The type and genomic context of cancer mutations depend on their causes. These causes have been characterized using signatures that represent mutation types that co-occur in the same tumours. However, it remains unclear how mutation processes change during cancer evolution due to the lack of reliable methods to reconstruct evolutionary trajectories of mutational signature activity. Here, as part of the ICGC/TCGA Pan-Cancer Analysis of Whole Genomes (PCAWG) Consortium, which aggregated whole-genome sequencing data from 2658 cancers across 38 tumour types, we present TrackSig, a new method that reconstructs these trajectories using optimal, joint segmentation and deconvolution of mutation type and allele frequencies from a single tumour sample. In simulations, we find TrackSig has a 3–5% activity reconstruction error, and 12% false detection rate. It outperforms an aggressive baseline in situations with branching evolution, CNA gain, and neutral mutations. Applied to data from 2658 tumours and 38 cancer types, TrackSig permits pan-cancer insight into evolutionary changes in mutational processes.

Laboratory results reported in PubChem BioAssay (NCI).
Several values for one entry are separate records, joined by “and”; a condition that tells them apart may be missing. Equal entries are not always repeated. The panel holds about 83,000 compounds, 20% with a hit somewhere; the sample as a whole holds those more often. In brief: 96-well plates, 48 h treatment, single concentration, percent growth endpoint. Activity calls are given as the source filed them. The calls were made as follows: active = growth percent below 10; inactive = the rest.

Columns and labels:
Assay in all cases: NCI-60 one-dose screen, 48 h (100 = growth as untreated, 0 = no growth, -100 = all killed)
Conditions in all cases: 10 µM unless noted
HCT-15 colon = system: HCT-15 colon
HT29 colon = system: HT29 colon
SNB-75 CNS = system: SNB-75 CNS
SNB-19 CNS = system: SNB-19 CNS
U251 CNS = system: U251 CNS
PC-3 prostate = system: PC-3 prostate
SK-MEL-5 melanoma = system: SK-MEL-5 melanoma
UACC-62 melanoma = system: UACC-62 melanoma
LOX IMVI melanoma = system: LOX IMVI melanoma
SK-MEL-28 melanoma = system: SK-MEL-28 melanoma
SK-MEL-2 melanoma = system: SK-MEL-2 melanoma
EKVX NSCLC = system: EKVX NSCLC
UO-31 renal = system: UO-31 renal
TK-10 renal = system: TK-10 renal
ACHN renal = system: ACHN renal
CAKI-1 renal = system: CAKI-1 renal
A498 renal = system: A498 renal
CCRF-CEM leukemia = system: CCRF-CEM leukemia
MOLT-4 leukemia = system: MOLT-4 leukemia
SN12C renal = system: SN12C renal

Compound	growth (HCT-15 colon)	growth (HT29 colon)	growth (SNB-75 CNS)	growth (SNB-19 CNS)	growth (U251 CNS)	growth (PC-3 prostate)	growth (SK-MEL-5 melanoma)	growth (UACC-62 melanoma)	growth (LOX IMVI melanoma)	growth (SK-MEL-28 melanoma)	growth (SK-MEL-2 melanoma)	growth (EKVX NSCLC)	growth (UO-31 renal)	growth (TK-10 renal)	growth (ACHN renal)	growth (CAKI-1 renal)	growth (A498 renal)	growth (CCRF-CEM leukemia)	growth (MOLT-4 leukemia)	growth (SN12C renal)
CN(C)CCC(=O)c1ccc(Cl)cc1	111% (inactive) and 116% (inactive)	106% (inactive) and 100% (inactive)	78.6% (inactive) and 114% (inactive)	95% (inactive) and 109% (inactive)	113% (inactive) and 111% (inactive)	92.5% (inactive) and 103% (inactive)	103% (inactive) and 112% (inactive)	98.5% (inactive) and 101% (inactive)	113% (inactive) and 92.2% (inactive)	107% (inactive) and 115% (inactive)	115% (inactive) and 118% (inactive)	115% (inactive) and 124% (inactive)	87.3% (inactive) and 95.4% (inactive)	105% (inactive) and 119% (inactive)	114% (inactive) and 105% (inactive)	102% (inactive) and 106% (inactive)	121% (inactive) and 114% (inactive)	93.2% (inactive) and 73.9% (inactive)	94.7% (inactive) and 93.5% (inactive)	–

Bibliographical noteFunding Information:
We thank Pan-cancer Analysis of Whole Genomes (PCAWG) network, and in particular the PCAWG Evolution and Heterogeneity working group, for providing data, analysis and valuable input on this project. We would in particular like to highlight Peter Van Loo, Clemency Jolly, Stefan Dentro, David Wedge, Paul Boutros, Lydia Liu, and Moritz Gerstung who provided valuable feedback during the development of the TrackSig methodology. We acknowledge the contributions of the many clinical networks across ICGC and TCGA who provided samples and data to the PCAWG Consortium, and the contributions of the Technical Working Group and the Germline Working Group of the PCAWG Consortium for collation, realignment and harmonised variant calling of the cancer genomes used in this study. We thank the patients and their families for their participation in the individual ICGC and TCGA projects. We would like to acknowledge SciNet as part of Compute Canada for providing computational resources. This research was partially supported by an Natural Science and Engineering Research Council operating grant; an Associate Investigator award from the Ontario Institute of Cancer Research; and a subgrant from the Canadian Centre for Computational Genomics genomics technology platform funded by Genome Canada, all to QDM. It also received funding from the University of Toronto’s Medicine by Design initiative, which in part of the Canada First Research Excellence Fund (CFREF) and the Compute the Cure gift from the NVIDIA foundation. QDM is a Canada CIFAR AI chair at the Vector Institute.
© 2020, The Author(s).